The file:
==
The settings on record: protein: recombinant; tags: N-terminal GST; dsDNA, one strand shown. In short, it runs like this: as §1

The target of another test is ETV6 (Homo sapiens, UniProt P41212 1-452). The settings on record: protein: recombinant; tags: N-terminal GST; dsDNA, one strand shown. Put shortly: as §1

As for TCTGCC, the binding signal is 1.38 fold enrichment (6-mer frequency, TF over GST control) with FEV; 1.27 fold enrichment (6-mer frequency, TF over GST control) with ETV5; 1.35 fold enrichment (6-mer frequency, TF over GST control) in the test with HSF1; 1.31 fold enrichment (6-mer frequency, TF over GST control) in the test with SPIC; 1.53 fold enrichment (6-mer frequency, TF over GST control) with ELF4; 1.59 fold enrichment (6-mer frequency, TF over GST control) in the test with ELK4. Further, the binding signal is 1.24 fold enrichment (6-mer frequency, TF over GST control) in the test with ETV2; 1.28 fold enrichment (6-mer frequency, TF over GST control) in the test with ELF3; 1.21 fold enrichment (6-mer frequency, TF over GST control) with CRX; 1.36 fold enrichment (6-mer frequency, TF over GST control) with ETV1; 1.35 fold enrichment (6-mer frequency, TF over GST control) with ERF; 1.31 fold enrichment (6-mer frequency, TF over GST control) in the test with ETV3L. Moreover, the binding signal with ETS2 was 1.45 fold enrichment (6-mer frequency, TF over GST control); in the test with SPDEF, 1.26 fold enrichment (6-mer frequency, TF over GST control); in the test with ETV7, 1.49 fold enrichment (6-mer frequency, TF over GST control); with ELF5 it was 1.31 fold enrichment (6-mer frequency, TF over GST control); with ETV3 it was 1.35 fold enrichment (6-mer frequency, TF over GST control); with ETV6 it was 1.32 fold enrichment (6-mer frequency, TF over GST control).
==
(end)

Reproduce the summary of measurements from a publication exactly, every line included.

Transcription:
The settings on record: protein: recombinant; tags: N-terminal GST; dsDNA, one strand shown. In short, it runs like this: as §1

The target of another test is ETV6 (Homo sapiens, UniProt P41212 1-452). The settings on record: protein: recombinant; tags: N-terminal GST; dsDNA, one strand shown. Put shortly: as §1

As for TCTGCC, the binding signal is 1.38 fold enrichment (6-mer frequency, TF over GST control) with FEV; 1.27 fold enrichment (6-mer frequency, TF over GST control) with ETV5; 1.35 fold enrichment (6-mer frequency, TF over GST control) in the test with HSF1; 1.31 fold enrichment (6-mer frequency, TF over GST control) in the test with SPIC; 1.53 fold enrichment (6-mer frequency, TF over GST control) with ELF4; 1.59 fold enrichment (6-mer frequency, TF over GST control) in the test with ELK4. Further, the binding signal is 1.24 fold enrichment (6-mer frequency, TF over GST control) in the test with ETV2; 1.28 fold enrichment (6-mer frequency, TF over GST control) in the test with ELF3; 1.21 fold enrichment (6-mer frequency, TF over GST control) with CRX; 1.36 fold enrichment (6-mer frequency, TF over GST control) with ETV1; 1.35 fold enrichment (6-mer frequency, TF over GST control) with ERF; 1.31 fold enrichment (6-mer frequency, TF over GST control) in the test with ETV3L. Moreover, the binding signal with ETS2 was 1.45 fold enrichment (6-mer frequency, TF over GST control); in the test with SPDEF, 1.26 fold enrichment (6-mer frequency, TF over GST control); in the test with ETV7, 1.49 fold enrichment (6-mer frequency, TF over GST control); with ELF5 it was 1.31 fold enrichment (6-mer frequency, TF over GST control); with ETV3 it was 1.35 fold enrichment (6-mer frequency, TF over GST control); with ETV6 it was 1.32 fold enrichment (6-mer frequency, TF over GST control).